…There are kings and generals who conquered nations, valiant men who never lost a battle, proud, ambitious warriors whose approach made kingdoms tremble. In death these experienced no change. As they come up from the grave, they resume the current of their thoughts just where it ceased. They are actuated by the same desire to conquer that ruled them when they fell.
Satan consults with his angels, and then with these kings and conquerors and mighty men. They look upon the strength and numbers on their side, and declare that the army within the city is small in comparison with theirs, and that it can be overcome. They lay their plans to take possession of the riches and glory of the New Jerusalem. All immediately begin to prepare for battle. Skillful artisans construct implements of war. Military leaders, famed for their success, marshal the throngs of warlike men into companies and divisions.
At last the order to advance is given, and the countless host moves on–an army such as was never summoned by earthly conquerors, such as the combined forces of all ages since war began on earth could never equal. Satan, the mightiest of warriors, leads the van, and his angels unite their forces for this final struggle. Kings and warriors are in his train, and the multitudes follow in vast companies, each under its appointed leader. With military precision the serried ranks advance over the earth’s broken and uneven surface to the City of God…. (Great Controversy, 664).
The subsequent execution of carefully measured degrees of fiery torment on those irrevocably committed to “might makes right” and similarly destructive principles (673) does indeed raise difficult questions about vengeance and divine violence. Yet it also seems significant that in the final battle scene itself, the rebels against Christ’s reign are defeated, not by superior force of arms, but by the the power praise and the force of truth. A great “panoramic view” of history brings home to all “just how far pride and rebellion have carried them in violation of the law of God” (666), and “God’s wisdom, his justice, and his goodness stand fully vindicated” (670). They are swept up in the “outburst of wonder, rapture and adoration from the saved” at the coronation of Christ (668-669). When Satan nonetheless attempts to rally his forces for a desparate charge, they, having seen “the total failure of his cause,” turn on him and his angels “with the fury of demons” (670-671).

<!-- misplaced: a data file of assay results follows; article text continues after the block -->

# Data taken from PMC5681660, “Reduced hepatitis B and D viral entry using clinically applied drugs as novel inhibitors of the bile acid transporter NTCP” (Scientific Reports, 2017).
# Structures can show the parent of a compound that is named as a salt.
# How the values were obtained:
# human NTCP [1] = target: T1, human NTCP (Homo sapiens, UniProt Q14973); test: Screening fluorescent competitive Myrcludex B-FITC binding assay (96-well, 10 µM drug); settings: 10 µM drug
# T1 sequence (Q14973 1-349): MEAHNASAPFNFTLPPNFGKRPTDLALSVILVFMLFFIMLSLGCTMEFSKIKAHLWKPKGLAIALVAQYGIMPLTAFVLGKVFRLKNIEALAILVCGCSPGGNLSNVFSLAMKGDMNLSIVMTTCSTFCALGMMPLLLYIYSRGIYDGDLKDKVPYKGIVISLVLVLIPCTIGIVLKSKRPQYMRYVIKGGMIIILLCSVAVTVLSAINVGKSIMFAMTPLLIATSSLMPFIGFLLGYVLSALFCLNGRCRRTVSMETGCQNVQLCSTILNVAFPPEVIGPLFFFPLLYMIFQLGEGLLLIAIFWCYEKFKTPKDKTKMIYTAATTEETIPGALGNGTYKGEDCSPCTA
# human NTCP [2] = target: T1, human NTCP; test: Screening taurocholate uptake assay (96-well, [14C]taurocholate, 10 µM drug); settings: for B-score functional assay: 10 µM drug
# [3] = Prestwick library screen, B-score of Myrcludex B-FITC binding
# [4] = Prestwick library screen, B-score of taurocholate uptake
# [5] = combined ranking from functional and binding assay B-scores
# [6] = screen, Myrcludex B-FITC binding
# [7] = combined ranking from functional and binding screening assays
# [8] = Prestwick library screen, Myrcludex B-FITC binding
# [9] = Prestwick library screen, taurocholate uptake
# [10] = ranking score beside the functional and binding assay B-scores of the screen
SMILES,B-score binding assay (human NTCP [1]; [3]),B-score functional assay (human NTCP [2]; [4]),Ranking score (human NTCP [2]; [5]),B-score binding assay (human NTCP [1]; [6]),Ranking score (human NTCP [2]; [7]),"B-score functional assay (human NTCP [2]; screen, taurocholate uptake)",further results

More fundamentally, how can a people whose lives gain direction from this vision of the future, who recognize that it is Satan who “delights in war” and makes “his object to incite the nations to war against one another,” heedlessly collude with the militarism that pervades our society with the complacent observation that “wars and rumors of wars” will persist to the end? Do we even bother with the kind of scrutiny over it urged by that unusually wise warrior, Dwight D. Eisenhower, in his farewell speech nearly fifty years ago, much less seek to find a more truly prophetic stance?